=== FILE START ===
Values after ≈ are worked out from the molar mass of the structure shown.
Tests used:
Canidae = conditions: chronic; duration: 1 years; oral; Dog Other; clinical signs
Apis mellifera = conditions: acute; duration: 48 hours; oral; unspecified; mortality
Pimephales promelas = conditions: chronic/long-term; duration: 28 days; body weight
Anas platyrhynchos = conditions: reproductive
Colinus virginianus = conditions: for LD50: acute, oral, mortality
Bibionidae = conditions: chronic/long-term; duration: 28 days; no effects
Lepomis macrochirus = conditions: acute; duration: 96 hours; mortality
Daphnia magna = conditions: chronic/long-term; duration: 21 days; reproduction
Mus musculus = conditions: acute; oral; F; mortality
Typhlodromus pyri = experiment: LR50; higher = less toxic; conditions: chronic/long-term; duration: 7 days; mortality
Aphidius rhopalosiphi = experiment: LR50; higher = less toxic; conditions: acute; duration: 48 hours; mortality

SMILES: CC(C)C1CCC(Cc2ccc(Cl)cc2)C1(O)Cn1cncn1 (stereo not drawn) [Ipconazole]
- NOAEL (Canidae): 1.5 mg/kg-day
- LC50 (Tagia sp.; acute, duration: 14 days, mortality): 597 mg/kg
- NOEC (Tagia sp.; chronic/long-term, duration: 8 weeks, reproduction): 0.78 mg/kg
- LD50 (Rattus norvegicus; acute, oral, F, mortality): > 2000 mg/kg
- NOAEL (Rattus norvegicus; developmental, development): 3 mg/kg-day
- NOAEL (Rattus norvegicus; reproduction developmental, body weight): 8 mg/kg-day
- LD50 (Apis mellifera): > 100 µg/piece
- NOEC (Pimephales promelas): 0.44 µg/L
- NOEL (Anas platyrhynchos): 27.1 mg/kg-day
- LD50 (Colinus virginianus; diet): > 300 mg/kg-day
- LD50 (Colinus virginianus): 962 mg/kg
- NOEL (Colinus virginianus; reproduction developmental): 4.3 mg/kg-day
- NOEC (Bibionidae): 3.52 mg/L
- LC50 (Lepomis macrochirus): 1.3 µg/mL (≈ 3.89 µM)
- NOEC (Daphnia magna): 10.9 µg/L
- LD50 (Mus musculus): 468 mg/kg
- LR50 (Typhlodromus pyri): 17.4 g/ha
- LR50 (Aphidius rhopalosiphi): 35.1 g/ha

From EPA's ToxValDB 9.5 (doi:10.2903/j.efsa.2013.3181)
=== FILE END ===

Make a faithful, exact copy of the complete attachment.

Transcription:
Values after ≈ are worked out from the molar mass of the structure shown.
Tests used:
Canidae = conditions: chronic; duration: 1 years; oral; Dog Other; clinical signs
Apis mellifera = conditions: acute; duration: 48 hours; oral; unspecified; mortality
Pimephales promelas = conditions: chronic/long-term; duration: 28 days; body weight
Anas platyrhynchos = conditions: reproductive
Colinus virginianus = conditions: for LD50: acute, oral, mortality
Bibionidae = conditions: chronic/long-term; duration: 28 days; no effects
Lepomis macrochirus = conditions: acute; duration: 96 hours; mortality
Daphnia magna = conditions: chronic/long-term; duration: 21 days; reproduction
Mus musculus = conditions: acute; oral; F; mortality
Typhlodromus pyri = experiment: LR50; higher = less toxic; conditions: chronic/long-term; duration: 7 days; mortality
Aphidius rhopalosiphi = experiment: LR50; higher = less toxic; conditions: acute; duration: 48 hours; mortality

SMILES: CC(C)C1CCC(Cc2ccc(Cl)cc2)C1(O)Cn1cncn1 (stereo not drawn) [Ipconazole]
- NOAEL (Canidae): 1.5 mg/kg-day
- LC50 (Tagia sp.; acute, duration: 14 days, mortality): 597 mg/kg
- NOEC (Tagia sp.; chronic/long-term, duration: 8 weeks, reproduction): 0.78 mg/kg
- LD50 (Rattus norvegicus; acute, oral, F, mortality): > 2000 mg/kg
- NOAEL (Rattus norvegicus; developmental, development): 3 mg/kg-day
- NOAEL (Rattus norvegicus; reproduction developmental, body weight): 8 mg/kg-day
- LD50 (Apis mellifera): > 100 µg/piece
- NOEC (Pimephales promelas): 0.44 µg/L
- NOEL (Anas platyrhynchos): 27.1 mg/kg-day
- LD50 (Colinus virginianus; diet): > 300 mg/kg-day
- LD50 (Colinus virginianus): 962 mg/kg
- NOEL (Colinus virginianus; reproduction developmental): 4.3 mg/kg-day
- NOEC (Bibionidae): 3.52 mg/L
- LC50 (Lepomis macrochirus): 1.3 µg/mL (≈ 3.89 µM)
- NOEC (Daphnia magna): 10.9 µg/L
- LD50 (Mus musculus): 468 mg/kg
- LR50 (Typhlodromus pyri): 17.4 g/ha
- LR50 (Aphidius rhopalosiphi): 35.1 g/ha

From EPA's ToxValDB 9.5 (doi:10.2903/j.efsa.2013.3181)